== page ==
Archive for the 'computer vision' Category

xOSC keygloves

Sunday, December 4th, 2016

In the randform post “Gesture steered Turing machine” I used data gloves, which were made following the instructions of Hannah Perner-Wilson who is a member of the gloves project. Being weary of sitting too much at the computer I had also written in this post that I would like to make more use of body movements and in particular include danse-like movements in computer interaction and in particular in programming.

Unfortunately rather shortly after I had written the post a not so nice medical indication in my vicinity which was -at least partially- due to too much computer sitting urged me to more or less dramatically speed up this project.

The gesture recognition for my gloves, which were used in the Turing machine example, works, but it is not yet fine grained and exhaustive enough. So I had to look for an easy and fast and at least to some extend workable and affordable solution which would insure a more direct and precise steering possibility, like some version of key gloves. To make it short: In the end I made my own version with Tims help. Again it’s only a start but still.


Gesture Steered Turing Machines

Friday, July 1st, 2016

A new astlab project, which comes closer to realize something which I have carried around in my head for now almost ten years.



Tuesday, April 8th, 2014

Title: “Kreative Mode beim Bedrockabgrundste-in”, oil on canvas, artist: Mudda Prahler

There was recently a post on Gamasutra with the title: Titanfall: Why Respawn is punishing cheaters. The computer game Titanfall is a First person shooter that can be played with a couple of people in one environment. Wikipedia describes it as follows:

Players fight either on foot as free-running “Pilots” or inside agile mech-style walkers called “Titans” to complete team-based objectives[2][3] on a derelict and war-torn planet[4] as either the Interstellar Manufacturing Corporation (IMC) or the Militia.[5]

I don’t know Titanfall (In general I have been playing first person shooters rather rarely) but what apparently happened was that there where too many people cheating in the game.

In the post it isn’t really described what exactly is implied by cheating, but what I refer from the “punishment” announcement, I think what was happening was that some people used game bots and in particular socalled aimbots, which are software solutions which make shooting easier in such a game. From the Titanfall announcement:

You can play with other banned players in something that will resemble the Wimbledon of aimbot contests. Hopefully the aimbot cheat you paid for really is the best, or these all-cheater matches could be frustrating for you. Good luck.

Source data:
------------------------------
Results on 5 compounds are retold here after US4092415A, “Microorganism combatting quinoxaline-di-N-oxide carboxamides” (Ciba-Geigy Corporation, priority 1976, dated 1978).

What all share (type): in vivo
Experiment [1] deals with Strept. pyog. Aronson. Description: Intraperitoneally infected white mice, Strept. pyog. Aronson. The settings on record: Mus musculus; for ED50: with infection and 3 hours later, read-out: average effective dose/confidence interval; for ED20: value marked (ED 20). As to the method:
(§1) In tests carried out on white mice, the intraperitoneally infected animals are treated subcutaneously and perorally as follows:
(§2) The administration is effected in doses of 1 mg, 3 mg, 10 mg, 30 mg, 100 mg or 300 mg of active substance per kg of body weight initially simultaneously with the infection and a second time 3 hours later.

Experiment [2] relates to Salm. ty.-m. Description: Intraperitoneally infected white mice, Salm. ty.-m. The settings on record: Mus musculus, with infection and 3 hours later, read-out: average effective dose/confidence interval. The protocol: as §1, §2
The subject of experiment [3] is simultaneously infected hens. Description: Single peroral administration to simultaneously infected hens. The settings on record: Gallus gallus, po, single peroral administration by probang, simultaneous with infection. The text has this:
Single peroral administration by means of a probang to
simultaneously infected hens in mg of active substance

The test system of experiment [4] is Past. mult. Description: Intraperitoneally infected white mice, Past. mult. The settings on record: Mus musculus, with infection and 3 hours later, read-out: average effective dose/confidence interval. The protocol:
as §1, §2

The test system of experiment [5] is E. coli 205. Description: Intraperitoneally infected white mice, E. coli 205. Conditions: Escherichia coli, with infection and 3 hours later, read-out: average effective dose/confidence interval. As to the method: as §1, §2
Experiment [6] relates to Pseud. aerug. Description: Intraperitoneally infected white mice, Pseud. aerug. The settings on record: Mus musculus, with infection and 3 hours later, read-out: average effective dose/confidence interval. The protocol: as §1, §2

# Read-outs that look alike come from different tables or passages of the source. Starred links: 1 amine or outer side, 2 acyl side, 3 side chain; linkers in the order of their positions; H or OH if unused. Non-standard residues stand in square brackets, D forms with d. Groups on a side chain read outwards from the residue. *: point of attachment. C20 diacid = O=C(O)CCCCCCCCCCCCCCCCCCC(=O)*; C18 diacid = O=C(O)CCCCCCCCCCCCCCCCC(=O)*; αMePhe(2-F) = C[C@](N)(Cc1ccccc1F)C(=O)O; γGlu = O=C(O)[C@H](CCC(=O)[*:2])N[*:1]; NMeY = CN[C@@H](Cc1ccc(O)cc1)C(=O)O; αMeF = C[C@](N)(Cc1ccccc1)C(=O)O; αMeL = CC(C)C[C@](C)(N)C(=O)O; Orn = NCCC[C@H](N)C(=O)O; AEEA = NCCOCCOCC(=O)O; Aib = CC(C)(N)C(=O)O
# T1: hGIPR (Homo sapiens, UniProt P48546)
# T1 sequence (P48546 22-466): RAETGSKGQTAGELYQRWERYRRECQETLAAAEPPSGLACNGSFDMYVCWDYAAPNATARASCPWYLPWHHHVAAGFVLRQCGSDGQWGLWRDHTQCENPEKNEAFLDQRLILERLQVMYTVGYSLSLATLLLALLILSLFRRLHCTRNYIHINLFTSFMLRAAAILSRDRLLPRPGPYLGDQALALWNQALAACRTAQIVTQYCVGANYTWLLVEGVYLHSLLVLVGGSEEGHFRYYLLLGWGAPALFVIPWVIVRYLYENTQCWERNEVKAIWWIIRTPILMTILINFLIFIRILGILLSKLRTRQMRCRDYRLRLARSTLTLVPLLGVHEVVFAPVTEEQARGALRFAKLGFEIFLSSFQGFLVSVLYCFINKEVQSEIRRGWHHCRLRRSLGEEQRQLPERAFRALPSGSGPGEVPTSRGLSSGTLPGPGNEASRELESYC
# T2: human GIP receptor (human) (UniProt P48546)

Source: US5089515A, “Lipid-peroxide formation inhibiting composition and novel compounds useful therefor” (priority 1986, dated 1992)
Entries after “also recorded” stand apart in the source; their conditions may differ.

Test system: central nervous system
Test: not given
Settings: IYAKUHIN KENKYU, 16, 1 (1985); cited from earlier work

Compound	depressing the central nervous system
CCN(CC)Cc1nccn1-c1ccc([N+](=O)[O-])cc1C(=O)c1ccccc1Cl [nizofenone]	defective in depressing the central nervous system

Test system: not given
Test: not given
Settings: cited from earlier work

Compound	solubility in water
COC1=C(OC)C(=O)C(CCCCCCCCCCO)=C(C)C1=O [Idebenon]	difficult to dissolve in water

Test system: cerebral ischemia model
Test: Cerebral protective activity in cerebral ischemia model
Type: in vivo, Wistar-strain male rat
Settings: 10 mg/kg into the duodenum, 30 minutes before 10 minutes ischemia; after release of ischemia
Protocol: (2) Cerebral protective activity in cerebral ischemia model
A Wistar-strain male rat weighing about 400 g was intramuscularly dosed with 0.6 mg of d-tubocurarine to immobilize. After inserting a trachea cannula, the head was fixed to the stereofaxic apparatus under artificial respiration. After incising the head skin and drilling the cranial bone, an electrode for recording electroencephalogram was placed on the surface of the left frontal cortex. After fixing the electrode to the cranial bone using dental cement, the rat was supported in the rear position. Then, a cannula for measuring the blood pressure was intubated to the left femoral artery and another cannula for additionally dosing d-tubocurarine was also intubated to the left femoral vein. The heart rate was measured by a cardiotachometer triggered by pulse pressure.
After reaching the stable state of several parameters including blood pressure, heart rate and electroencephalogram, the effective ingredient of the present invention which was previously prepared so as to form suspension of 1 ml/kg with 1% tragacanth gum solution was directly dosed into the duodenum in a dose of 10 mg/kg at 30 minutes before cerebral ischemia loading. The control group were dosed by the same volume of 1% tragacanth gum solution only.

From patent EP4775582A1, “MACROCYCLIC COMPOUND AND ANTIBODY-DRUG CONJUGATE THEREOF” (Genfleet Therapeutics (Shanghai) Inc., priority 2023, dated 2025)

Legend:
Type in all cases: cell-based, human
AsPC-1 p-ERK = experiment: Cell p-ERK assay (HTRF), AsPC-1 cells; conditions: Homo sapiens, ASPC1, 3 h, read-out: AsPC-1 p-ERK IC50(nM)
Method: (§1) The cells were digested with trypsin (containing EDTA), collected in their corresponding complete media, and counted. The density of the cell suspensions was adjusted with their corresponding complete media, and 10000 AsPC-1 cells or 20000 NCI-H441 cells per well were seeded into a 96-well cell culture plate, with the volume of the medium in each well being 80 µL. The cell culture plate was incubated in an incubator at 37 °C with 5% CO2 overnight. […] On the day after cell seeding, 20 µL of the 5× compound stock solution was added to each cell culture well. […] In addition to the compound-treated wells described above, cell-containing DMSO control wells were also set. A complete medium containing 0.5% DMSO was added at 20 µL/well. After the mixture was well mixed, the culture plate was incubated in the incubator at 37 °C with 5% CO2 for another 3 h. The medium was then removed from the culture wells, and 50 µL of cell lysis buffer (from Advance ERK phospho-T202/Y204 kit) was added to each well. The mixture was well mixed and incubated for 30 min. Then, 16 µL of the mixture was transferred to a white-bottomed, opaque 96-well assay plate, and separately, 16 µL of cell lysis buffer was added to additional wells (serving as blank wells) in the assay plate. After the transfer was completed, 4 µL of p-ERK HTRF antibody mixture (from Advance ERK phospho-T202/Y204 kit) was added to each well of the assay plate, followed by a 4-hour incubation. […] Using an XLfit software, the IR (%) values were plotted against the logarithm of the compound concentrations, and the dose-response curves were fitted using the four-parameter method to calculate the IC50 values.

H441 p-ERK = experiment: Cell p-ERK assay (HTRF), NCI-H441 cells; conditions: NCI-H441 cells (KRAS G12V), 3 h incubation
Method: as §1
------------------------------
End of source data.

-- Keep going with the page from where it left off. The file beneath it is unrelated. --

I was asking myself though wether this action is part of some viral marketing campaign. That is that some cheaters could think that it could be way cooler to “win the Wimbledon of aimbot contests” rather than the usual game. Given that Titanfall had however performance problems which as it seems where due to overloaded game servers and connections, it doesn’t though look as if this would improve with aimbot contests.

In this context:

In a citation about a report by a tech- and investment-advisory firm in the time article: The Surprisingly Large Energy Footprint of the Digital Economy

In his report, Mills estimates that the ICT system now uses 1,500 terawatt-hours of power per year. That’s about 10% of the world’s total electricity generation

The New York times article: Power, Pollution and the Internet remarks the following about e.g. US data centers:

Nationwide, data centers used about 76 billion kilowatt-hours in 2010, or roughly 2 percent of all electricity used in the country that year, based on an analysis by Jonathan G. Koomey, a research fellow at Stanford University who has been studying data center energy use for more than a decade. DatacenterDynamics, a London-based firm, derived similar figures.

A summary of the last IPCC report about climate change and global warming.


In Berlin there is currently the International games week Berlin.

Holograms Reveal Brain’s Inner Workings

Wednesday, August 17th, 2011

“HirniKoppic”, Copic Markers on paper, by artist “nettwürg” on the occasion of the rumors about the possibility of closing the Medizinhistorisches Museum (Berlin Medical Historical Museum) of the Charité.

Using Digital Holographic Microscopy (DHM) researchers of EPFL gathered quite some interesting images from inside the brain:

->Holograms Reveal Brain’s Inner Workings.

When do we get to see brain images from image imaginations? and when can others recognize these?


Sunday, November 7th, 2010



midori vs aoui

Thursday, July 23rd, 2009


Traffic lite in Brietain

Our friend Sophie Molholm coorganized recently a conference in multisensory research. Looking at the conference announcement I felt inspired to ask myself again to what extend rational cognitive instances do influence perception. An example: A traffic light in the western world is usually considered to have the colors red-yellow-green (or at least red and green (although the new LED lights look kind of bluish)). However I think it is important to note that in japaneese the green color for a traffic light – is not “MIDORI” (green), but “AOUI”, which is BLU! Did this make japanese people more prone to call something green-bluish “blue” instead of green? Doing experiments for this example might be difficult due to the ethnic pecularities, but I am sure there exist other examples and probably even studies on that subject.

here a little collection of randform posts related to the subject:

naming-gaming: evolution of languages
wirepullers: artwork challenging salience
manicone: artwork challenging 4 dimensional space perception
focus and context, part I: evolution and knowledge formation
focus and context, part IV: A Physicist Experiments With Cultural Studies: knowledge formation in humanities vs natural sciences